Apple iPhone 12 Pro Max Selfie review: Same front camera performance as the 12 Pro

Reading Time: 5 min read
98
selfie

The iPhone 12 Pro Max is the larger of Apple’s two new top-end phones. It’s built around the A14 processor and features a 6.7-inch Super Retina XDR OLED screen, protected by Apple’s new ceramic-enforced glass. There are three cameras plus a LiDAR sensor on the back. For selfies, there’s a camera with a 12 MP 1/3.6-inch sensor behind a 23 mm-equivalent f/2.2 lens, as well as a Structured Light (SL) sensor used for depth sensing to simulate background blur. This hardware appears to be shared across the iPhone 12 line. Read on to find out how the Apple iPhone 12 Pro Max fared in our DXOMARK Selfie tests.

Key front camera specifications:

  • Dual front camera
  • 12 MP 1/3.6-inch sensor with 23 mm-equivalent f/2.2-aperture lens
  • SL 3D sensor for depth estimation
  • 4K 2160p Dolby Vision HDR video at 24/30/60 fps, 1080p at up to 120 fps, gyro-EIS
Out shooting sunny selfies with the Apple iPhone 12 Pro Max

Test summary


Apple iPhone 12 Pro Max
98
selfie
101
photo

93
video

With an overall score of 98 points, the iPhone 12 Pro Max shoots excellent selfies, displaying a noticeable improvement over the iPhone 11 Pro Max and achieving almost identical results to the iPhone 12 Pro.

Its Photo score of 101 results from fairly even performance across the board. Exposure is generally accurate and reliable over consecutive shots, with the Apple device capable of bright selfies even in very dark lighting conditions. Exposure isn’t perfect, though, with strong backlighting occasionally leading to underexposure. Dynamic range can be a little limited, too, with some highlight clipping evident in challenging high-contrast scenes.

Color fidelity is good, with a noticeable improvement in skin tone rendering over the iPhone 11 Pro Max ensuring nicely saturated faces. In difficult backlit scenarios, white balance instabilities occasionally result in yellow-green color casts and unnatural skin tone rendering, but color is well controlled on the whole.

Accurate target exposures and nice color rendering ensure well-exposed faces and pleasant skin tones.

The iPhone 12 Pro Max boasts our second-highest score for front camera focus, which is impressive for a fixed-focus device. The lens is optimized for the 30 to 90 cm range, where faces are as sharp as many autofocus devices we’ve tested. Although shots are a little softer at 120 cm, good depth of field ensures that those long-range selfies remain acceptably sharp, too.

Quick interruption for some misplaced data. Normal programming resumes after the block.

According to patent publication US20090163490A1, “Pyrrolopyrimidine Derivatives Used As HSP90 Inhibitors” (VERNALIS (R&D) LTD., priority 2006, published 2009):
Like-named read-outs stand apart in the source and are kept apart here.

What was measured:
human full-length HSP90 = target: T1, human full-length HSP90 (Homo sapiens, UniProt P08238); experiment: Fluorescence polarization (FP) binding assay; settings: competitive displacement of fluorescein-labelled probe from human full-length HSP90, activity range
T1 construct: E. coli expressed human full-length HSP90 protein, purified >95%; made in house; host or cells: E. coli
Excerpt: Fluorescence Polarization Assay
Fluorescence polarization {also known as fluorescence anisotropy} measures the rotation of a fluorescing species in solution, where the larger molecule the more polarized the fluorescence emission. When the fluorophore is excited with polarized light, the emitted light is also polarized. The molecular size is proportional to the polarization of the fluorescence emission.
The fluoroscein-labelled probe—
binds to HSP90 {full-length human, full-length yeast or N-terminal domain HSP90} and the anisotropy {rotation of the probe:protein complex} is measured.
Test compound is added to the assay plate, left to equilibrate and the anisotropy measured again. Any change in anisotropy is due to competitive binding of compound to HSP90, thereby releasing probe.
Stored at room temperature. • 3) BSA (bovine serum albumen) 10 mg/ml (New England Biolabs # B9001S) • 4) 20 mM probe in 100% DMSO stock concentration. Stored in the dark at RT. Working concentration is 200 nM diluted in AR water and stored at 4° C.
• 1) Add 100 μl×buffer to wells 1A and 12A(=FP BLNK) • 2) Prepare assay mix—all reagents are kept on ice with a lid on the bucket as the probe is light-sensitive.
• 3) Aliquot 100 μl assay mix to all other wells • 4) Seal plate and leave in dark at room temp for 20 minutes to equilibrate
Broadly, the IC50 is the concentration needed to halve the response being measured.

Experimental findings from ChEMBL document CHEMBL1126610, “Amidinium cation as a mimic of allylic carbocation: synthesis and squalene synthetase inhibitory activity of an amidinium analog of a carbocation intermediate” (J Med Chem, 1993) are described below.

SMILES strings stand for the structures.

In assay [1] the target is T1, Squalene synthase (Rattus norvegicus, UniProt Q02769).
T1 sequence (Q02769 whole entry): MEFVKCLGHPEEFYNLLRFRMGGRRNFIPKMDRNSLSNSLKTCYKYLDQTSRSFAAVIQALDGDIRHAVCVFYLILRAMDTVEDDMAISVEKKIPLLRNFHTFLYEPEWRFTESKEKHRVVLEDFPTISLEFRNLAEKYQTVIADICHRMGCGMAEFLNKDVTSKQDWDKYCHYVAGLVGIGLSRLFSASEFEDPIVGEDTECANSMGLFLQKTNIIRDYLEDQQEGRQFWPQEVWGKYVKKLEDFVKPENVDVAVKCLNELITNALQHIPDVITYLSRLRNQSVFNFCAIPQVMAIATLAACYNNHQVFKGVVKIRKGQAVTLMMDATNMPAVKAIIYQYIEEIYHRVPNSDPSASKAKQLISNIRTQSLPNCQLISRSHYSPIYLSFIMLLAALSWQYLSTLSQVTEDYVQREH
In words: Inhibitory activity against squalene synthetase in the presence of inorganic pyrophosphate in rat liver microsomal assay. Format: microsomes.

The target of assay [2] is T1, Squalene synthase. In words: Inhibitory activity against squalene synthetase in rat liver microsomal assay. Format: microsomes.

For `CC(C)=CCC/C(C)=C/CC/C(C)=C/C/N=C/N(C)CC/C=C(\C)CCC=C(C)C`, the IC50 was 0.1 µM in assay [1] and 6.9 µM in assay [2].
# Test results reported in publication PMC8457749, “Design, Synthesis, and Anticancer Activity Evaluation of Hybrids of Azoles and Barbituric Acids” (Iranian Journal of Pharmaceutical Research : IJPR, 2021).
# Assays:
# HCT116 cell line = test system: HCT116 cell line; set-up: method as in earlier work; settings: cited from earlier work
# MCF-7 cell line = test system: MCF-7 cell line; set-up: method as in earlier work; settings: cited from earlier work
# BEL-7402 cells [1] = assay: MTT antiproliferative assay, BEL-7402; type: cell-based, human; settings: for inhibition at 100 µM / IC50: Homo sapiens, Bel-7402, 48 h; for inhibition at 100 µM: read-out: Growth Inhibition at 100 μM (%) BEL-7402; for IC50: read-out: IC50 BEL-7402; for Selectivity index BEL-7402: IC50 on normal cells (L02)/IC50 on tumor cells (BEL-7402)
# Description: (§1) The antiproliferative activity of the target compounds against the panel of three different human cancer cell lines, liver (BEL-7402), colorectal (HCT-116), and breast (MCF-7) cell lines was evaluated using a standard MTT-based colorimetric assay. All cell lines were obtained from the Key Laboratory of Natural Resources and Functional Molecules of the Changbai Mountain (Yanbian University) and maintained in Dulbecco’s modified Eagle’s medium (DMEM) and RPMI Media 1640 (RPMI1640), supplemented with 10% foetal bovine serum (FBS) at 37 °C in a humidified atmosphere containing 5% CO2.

Detail is also very good on the iPhone 12 Pro Max, which achieved consistently good scores for texture rendering under all lighting conditions in our lab measurements and marks an improvement over its predecessor.

Texture comparison Apple iPhone 12 Pro / 12 Pro Max, virtually identical performance

Visible noise is a slight weakness, with Apple favoring greater detail preservation over aggressive noise reduction in this iteration of their top-end front camera. Noise is well-controlled in bright light, and although clearly visible in both indoor and low-light selfies, its fine grain structure and even distribution ensures that it’s not too offensive.

Slightly limited dynamic range can result in highlight clipping in very challenging lighting conditions.
The fixed focus-lens delivers very sharp faces between 30 cm and 90 cm, with acceptable results at 120 cm, too.

Flash performance is the main area for improvement, with the iPhone 12 Pro Max front camera screen flash delivering some rather underwhelming results in our tests. With flash images usually underexposed, corner shading obvious, detail low and noise generally quite high, it’s better to seek out some brighter lighting conditions when you want to snap your face with the 12 Pro Max.

The phone’s simulated bokeh mode is an excellent strength, however, with the Apple device achieving a joint top score in this category. The front-facing SL sensor ensures reasonably good depth estimation for a front camera, with only minor edge artifacts visible. The simulated effect is also very pleasant overall, with nice rendering of skin tones, plenty of detail in the face, and a strong but natural-looking background blur with a realistic blur gradient.